Saint Elizabeth Ann Seton
Acting well our part in present difficulties is the only way to insure the peace of futurity.
As Sisters of Charity we should fear nothing.
It would be ungrateful in me after all our God has done for me and mine to be discouraged now, distrusting his future goodness.
Saint Vincent de Paul
The poor who do not know where to go or what to do, who are suffering already and who increase daily, are my burden and my sorrow.
…Believe that the Lord will not leave a heavy burden on your back without sustaining you. The Lord will be your strength as well as your reward for the extraordinary services you give Him.
Saint Louise de Marillac
Go then courageously, advancing moment by moment on the path on which God has placed you in order to reach Him.
You see a great deal of distress that you are unable to relieve. God sees it also.
Bear the pains of the poor together with them, doing all you can to give them whatever help you can and remain in peace.
Suddenly, the world has become very small. In ways we could not have imagined, we are truly citizens of the world, as Saint Elizabeth Ann Seton said of herself.
She knew something about quarantine. In 1803 she arrived in Italy with her eight-year-old daughter Anna Maria and her husband William who was in the last stages of tuberculosis. He was hoping the Italian sun would cure him. Instead, the authorities mistook his illness for a potentially contagious fever and quarantined the three in a damp, cold prison. A month later they were released; William died eight days later, and Elizabeth’s world was turned upside down.
We struggle to comprehend the enormity of the COVID-19 pandemic. Obediently we wash our hands, stock up on essentials, practice social distancing and curtail trips and visits. But at a deeper level we are trying to wrap our minds around the implications of this fierce virus for ourselves, for our families, friends, communities and our sisters and brothers in China, Italy, South Korea and over 130 other countries besides our own.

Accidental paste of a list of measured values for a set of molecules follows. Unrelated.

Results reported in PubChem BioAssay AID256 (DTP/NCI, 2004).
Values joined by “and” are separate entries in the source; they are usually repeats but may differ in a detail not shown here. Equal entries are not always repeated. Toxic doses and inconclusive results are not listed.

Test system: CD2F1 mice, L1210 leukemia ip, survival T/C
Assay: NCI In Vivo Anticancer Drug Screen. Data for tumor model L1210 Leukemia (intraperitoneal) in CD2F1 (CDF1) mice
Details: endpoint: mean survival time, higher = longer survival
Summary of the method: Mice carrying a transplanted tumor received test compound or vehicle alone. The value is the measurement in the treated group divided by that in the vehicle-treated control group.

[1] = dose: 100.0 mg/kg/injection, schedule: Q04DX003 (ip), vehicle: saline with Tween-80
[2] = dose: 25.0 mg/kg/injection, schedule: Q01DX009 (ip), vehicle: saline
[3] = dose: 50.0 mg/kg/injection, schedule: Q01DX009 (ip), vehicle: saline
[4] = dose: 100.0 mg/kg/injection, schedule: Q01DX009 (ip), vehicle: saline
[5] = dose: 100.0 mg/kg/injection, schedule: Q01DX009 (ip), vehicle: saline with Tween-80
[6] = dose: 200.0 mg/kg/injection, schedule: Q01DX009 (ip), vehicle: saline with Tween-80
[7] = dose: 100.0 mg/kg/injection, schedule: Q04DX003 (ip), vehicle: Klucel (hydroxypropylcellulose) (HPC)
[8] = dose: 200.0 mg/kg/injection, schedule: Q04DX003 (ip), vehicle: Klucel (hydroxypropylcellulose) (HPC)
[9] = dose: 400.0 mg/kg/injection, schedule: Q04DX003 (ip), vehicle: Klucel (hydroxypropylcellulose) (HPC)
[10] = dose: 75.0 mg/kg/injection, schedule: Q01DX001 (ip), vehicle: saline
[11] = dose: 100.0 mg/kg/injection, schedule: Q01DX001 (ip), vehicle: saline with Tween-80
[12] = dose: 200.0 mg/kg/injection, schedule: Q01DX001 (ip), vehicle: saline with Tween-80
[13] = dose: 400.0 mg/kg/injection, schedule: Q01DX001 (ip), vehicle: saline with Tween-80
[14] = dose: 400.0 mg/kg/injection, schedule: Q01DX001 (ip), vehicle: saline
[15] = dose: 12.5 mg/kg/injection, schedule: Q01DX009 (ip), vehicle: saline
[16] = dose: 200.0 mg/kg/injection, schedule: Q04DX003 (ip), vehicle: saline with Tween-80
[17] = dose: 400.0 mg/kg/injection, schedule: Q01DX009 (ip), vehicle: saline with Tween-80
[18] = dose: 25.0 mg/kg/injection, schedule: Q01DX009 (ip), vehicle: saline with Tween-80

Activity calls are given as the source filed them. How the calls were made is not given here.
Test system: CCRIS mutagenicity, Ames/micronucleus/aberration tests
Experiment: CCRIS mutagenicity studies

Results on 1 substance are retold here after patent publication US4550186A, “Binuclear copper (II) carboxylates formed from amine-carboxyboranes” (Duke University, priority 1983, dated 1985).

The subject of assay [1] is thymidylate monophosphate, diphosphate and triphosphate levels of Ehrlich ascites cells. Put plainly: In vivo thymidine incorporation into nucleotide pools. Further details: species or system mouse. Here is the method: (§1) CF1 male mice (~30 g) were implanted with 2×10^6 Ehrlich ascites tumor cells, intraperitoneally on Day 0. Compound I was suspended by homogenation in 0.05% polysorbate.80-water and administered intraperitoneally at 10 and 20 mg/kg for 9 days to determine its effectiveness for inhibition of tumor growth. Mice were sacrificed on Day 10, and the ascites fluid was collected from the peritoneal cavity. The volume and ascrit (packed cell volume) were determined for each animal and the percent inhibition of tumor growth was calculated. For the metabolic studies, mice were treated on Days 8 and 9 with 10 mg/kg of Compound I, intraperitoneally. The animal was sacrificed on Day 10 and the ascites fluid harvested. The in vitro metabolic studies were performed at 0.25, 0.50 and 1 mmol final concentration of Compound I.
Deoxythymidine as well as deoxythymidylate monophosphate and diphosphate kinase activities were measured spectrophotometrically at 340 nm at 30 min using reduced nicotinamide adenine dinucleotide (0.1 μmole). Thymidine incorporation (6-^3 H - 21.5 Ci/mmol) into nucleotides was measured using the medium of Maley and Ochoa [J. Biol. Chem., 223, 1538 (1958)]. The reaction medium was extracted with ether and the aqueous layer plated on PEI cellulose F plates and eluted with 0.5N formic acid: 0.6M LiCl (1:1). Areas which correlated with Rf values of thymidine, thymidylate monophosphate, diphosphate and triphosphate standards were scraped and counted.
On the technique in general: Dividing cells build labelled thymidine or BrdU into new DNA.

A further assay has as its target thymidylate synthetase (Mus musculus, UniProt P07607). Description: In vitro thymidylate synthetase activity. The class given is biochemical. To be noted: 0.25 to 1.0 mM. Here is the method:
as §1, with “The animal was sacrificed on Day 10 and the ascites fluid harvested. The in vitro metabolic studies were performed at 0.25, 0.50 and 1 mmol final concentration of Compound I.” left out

With the whole human family, we are facing our fragility in a way that most of us have never experienced. Life is precious — and precarious.
Times of change and crisis can trigger anxiety. They can narrow our focus to our own needs and fears, even turn us against one another (think of supermarket fights over the last bottle of sanitizer).
Yet times of crisis can also summon us to be our best selves. Think of the selfless first responders and care providers after the 9/11 attacks, Hurricanes Katrina and Irma, Superstorm Sandy, floods, hurricanes, and wildfires near and far.
As people of faith, we pray and believe that “life is changed, not ended” (Preface Mass for Christian Burial). Changed it will be, indeed. Of that we are certain, when so much else remains uncertain.
Through it all, we desire to keep the fire of Charity alive within us, with eyes and hearts open to those most in need, deliberately living from the perspective of “we/us/our.”
In prayer, let us call on our Sisters and colleagues who have gone before us:
You who served the people of New York during epidemics of yellow fever, cholera and influenza—
Response: Give us a share of your courageous charity.
You who nursed seriously wounded Civil War soldiers—
You who treated persons with HIV/AIDS with compassion and skill, even when little was known about the cause or transmission of that deadly virus—
Much is uncertain. Yet we know and believe in the certainty that our God will be with us, giving us the grace and strength to do the work that is before us to do.
Sr. Regina, a writer, retreat leader, speaker, and spiritual director, serves as Charism Resource Director for the Sisters of Charity of New York.